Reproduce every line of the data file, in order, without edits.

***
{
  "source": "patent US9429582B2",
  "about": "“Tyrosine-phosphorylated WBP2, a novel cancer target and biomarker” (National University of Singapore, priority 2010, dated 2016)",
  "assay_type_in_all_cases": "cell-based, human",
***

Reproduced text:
{
  "source": "patent US9429582B2",
  "about": "“Tyrosine-phosphorylated WBP2, a novel cancer target and biomarker” (National University of Singapore, priority 2010, dated 2016)",
  "assay_type_in_all_cases": "cell-based, human",